I'm evaluating some options for novel isoform detection and I'm looking for some advice/experience on settings. I finally produced the "spiked" results I expected, but I'm concerned about an explosion of memory, etc. when I run it on a full-sized experiment.
TL;DR: what are typical settings for Trinity on RNA-seq of PE75 or PE100? I had to use
--min_contig_length=40 to get Trinity to find a contig that I know exists for simulated PE100 reads.
My setup was--
I randomly selected a handful of gene name/IDs. I then get the sequence of those genes and some intergenic regions to place between them, creating a mock genome. For each of those genes, I create a set of transcripts by splicing the various exons in the appropriate order (e.g. no circRNA). I also create TWO GTF files. One is the full GTF, including all transcripts. The other removes a transcript corresponding to a skipped exon (in my example the gene has 3 exons, and the "spiked" mature transcript would be exon 1 spliced to exon 3, skipping exon 2).
Using BioC's Polyester, I simulated some stranded, paired-end reads. To do the simulation, I use the full GTF and transcript fasta from step 1. This creates a pair of fasta files. I can see that there are ~300 reads that are split across the junction (based on CIGAR strings from a STAR align AND an IGV sashimi plot).
I first tried by TransAbyss since it has the companion PAVFinder tool which will align the assembled contigs to the genome, etc. and report potentially novel splicings. As part of TransAbyss/PAVFinder, you supply a GTF of known annotations along with the sequencing reads. Unfortunately, this produced no results. This was after merging assemblies produced for kmers of 22,24,26,28,30,32.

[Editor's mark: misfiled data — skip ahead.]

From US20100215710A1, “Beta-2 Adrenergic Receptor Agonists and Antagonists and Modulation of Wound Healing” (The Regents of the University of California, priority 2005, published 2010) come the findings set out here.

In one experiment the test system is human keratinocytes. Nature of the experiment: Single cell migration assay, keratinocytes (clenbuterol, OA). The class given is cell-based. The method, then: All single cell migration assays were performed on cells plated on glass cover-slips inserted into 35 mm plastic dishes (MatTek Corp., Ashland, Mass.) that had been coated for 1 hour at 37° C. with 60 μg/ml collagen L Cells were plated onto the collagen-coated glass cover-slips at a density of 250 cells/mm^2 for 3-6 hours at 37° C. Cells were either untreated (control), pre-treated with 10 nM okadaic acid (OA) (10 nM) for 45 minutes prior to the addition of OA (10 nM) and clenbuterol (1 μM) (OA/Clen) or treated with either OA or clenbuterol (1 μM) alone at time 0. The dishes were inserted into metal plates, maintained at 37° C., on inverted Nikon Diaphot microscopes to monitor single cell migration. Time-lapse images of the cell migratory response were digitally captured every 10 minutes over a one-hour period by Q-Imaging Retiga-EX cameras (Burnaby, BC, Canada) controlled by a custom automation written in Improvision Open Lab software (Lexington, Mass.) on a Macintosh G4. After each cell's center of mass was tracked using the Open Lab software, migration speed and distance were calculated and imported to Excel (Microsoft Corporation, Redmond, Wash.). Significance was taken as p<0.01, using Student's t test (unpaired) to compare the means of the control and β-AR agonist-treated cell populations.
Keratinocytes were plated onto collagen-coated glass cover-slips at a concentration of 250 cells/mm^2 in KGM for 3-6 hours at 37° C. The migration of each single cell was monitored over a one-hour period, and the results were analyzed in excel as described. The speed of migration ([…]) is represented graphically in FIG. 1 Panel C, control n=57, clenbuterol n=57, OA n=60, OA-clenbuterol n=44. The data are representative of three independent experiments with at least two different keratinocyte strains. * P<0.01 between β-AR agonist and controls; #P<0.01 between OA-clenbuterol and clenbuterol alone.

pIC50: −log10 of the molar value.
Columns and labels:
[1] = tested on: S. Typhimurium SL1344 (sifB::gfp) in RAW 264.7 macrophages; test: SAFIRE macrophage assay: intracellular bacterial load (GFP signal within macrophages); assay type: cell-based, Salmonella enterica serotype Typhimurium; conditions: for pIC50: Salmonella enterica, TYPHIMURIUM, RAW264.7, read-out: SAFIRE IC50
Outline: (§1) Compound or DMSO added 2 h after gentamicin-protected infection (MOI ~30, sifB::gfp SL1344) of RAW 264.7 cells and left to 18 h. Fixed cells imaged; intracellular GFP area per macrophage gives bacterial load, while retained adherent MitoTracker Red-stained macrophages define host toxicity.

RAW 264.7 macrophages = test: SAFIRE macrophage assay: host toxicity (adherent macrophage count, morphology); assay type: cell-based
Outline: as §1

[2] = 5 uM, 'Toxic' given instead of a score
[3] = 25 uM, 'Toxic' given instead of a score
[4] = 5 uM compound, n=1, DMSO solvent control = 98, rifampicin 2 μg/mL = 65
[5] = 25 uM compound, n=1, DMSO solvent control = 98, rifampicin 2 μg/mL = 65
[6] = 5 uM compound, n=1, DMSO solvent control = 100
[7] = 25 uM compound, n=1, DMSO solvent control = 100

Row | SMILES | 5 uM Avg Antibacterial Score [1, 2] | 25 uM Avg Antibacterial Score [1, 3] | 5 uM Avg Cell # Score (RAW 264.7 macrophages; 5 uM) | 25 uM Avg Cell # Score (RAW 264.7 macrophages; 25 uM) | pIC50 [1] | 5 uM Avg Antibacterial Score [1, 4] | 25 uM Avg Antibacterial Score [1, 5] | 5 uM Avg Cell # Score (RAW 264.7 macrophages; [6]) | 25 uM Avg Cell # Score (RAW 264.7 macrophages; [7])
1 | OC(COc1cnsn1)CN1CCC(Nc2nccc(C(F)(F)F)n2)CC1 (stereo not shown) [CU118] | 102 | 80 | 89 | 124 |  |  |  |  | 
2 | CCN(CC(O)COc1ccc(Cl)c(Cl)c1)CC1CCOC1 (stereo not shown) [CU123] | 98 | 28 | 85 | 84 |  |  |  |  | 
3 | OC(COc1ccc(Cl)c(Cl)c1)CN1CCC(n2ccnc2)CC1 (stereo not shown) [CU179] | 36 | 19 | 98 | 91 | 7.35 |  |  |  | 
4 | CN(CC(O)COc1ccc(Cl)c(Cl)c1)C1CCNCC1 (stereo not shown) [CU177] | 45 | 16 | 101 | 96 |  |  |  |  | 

When I look at the assembled contigs produced by TransAbyss, it produces a perfect match for the full transcript (exon1:exon2:exon3), but does NOT generate any contigs for the skipped exon1:exon3 form. If I manually add a sequence spanning the exon1:exon3 junction to the FASTA, PAVFinder correctly identifies the "novel" isoform.
At this point I figured the problem lies in the assembly itself. I then decided to use Trinity since it has the
--min_contig_length parameter (which naively seemed to be the way to go). Ultimately, I had to reduce the
--min_contig_length to 40 (default is 200) to finally get it to produce a contig corresponding to my exon1:exon3 splice form. Is this typical? I don't have a lot of experience with Trinity, so I'm a bit concerned that setting it this low will explode my memory footprint on a real-sized data set. The simulated reads are quite clean (and real samples will be from cancer samples), so I imagine the real graph will be far more complex.
Thanks for any tips!